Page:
David Aguilar, Astronomer and illustrator
Smithsonian Astrophysical Observatory
Is it true that the Smithsonian is still cataloguing items from Charles Wilkes’ United States Exploring Expedition?
Kevin Ramsey, Washington, D.C.
That expedition returned from its four-year exploration of the Pacific in 1842 with an immense trove—hundreds of fish and mammal specimens, more than 2,000 bird specimens, 50,000 plant specimens, a thousand live plants, some 4,000 ethnographic objects, such as Fijian war clubs, Samoan fish hooks and New Zealand baskets. But no, the Smithsonian is not still cataloguing them. That job largely fell to the scientists who accompanied Wilkes, and they completed it, well, expeditiously. The collection was exhibited in the Patent Office Building in Washington, D.C. for several years, before it came to the Smithsonian.
Pamela M. Henson, Historian
Smithsonian Institution Archives
Did Mathew Brady really take all the Civil War photographs that are credited to him?
Patrick Ian, Bethesda, Maryland
No. By 1861, Mathew Brady was one of the best-known photographers in America, with portrait studios in New York City and Washington, D.C. While his staff handled day-to-day operations, Brady provided the creative vision and marketing expertise that made his studios famous. When the Civil War began, he assembled and outfitted teams of photographers and sent them into the field to ensure that his cameras would be present to produce a visual record of the conflict. Although Brady traveled periodically to battlefields and encampments, the Civil War photographs that carry his credit line were typically made by his cameramen. The look of the portraits produced in Brady’s studios—such as those featured in the National Portrait Gallery’s new exhibition, Mathew Brady’s Photographs of Union Generals (March 30, 2012-May 31, 2015)—reflected his aesthetic even when he was not present for the portrait session.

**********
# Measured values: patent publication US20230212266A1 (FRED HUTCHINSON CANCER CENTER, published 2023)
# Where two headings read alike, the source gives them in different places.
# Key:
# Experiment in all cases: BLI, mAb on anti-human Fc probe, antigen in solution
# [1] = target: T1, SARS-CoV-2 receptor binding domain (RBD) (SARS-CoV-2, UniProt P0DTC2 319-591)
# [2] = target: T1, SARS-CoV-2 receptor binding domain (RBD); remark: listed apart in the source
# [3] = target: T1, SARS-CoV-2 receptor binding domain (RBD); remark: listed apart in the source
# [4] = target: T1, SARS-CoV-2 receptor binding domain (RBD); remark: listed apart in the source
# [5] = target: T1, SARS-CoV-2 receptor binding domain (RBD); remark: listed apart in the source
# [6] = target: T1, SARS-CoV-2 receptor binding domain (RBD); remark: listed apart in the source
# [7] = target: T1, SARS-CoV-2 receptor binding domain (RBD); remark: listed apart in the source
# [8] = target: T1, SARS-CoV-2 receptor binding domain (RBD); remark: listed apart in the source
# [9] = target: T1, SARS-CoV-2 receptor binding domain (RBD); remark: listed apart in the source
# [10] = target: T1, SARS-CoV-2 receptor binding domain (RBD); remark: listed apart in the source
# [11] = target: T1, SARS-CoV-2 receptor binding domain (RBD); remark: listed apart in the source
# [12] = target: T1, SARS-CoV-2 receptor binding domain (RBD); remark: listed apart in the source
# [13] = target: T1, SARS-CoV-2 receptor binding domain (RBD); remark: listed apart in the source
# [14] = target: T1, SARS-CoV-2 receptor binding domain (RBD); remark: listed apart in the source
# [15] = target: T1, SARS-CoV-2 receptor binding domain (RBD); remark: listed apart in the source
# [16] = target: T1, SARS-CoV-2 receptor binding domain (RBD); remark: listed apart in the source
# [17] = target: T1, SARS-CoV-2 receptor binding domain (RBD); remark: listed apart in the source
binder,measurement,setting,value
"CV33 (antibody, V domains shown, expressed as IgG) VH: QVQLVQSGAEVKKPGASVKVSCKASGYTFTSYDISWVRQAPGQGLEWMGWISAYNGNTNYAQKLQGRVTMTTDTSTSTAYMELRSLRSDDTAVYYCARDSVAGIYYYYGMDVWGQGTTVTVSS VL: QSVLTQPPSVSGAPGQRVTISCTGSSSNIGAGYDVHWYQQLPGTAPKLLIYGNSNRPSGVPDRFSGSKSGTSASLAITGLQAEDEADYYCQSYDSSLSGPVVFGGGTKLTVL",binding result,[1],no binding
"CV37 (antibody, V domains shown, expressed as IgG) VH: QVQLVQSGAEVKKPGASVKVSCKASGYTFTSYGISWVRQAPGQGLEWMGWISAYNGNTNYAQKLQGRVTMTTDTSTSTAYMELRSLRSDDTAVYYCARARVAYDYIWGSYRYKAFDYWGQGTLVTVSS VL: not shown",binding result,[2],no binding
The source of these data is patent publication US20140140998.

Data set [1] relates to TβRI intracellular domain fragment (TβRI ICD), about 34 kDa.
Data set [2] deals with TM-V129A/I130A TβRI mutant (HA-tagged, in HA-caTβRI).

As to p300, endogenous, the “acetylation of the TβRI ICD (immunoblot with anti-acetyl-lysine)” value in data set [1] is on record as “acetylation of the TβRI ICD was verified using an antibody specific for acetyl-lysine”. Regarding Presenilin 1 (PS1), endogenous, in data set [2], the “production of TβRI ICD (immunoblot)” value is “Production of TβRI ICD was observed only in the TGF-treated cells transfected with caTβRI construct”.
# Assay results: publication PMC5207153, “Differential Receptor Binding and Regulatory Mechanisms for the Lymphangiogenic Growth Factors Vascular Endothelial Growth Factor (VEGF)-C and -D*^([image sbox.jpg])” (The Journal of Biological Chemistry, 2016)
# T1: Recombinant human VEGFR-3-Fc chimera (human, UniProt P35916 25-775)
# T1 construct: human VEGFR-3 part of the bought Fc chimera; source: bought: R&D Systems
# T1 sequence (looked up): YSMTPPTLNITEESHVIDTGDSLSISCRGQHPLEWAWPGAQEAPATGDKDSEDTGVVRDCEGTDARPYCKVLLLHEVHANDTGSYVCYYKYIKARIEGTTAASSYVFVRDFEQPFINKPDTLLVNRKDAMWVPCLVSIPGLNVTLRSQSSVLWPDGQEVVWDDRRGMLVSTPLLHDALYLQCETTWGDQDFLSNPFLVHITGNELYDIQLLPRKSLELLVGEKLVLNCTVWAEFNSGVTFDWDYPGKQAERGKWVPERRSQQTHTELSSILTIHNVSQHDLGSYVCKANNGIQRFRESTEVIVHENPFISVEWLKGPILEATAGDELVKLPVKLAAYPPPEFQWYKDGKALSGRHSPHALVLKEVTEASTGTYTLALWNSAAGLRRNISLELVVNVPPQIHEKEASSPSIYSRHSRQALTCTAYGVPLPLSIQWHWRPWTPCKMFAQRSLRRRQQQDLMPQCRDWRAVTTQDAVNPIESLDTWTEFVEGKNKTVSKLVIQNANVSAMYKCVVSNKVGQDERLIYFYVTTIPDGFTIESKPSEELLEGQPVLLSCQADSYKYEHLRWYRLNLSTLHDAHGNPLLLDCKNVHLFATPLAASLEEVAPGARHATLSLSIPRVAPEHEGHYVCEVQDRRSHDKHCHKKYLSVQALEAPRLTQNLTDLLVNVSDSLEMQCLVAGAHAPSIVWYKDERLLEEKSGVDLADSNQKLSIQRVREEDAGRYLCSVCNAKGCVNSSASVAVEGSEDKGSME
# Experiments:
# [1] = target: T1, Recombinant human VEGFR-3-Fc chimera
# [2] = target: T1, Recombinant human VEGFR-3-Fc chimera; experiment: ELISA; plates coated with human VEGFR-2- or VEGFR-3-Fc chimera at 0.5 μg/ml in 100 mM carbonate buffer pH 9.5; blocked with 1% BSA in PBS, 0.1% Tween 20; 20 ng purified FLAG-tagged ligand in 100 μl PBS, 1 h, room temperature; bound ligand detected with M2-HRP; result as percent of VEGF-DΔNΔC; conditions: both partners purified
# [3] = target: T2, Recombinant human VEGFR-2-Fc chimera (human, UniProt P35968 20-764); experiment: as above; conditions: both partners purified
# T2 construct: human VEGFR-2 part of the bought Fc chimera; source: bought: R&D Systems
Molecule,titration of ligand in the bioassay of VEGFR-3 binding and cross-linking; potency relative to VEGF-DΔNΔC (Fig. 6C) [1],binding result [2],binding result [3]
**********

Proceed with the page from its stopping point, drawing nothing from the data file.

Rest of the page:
Ann M. Shumard, Curator of Photographs
National Portrait Gallery
Why do birds like to congregate around electric transformers?
Luis Tewes, Palm Beach Gardens, Florida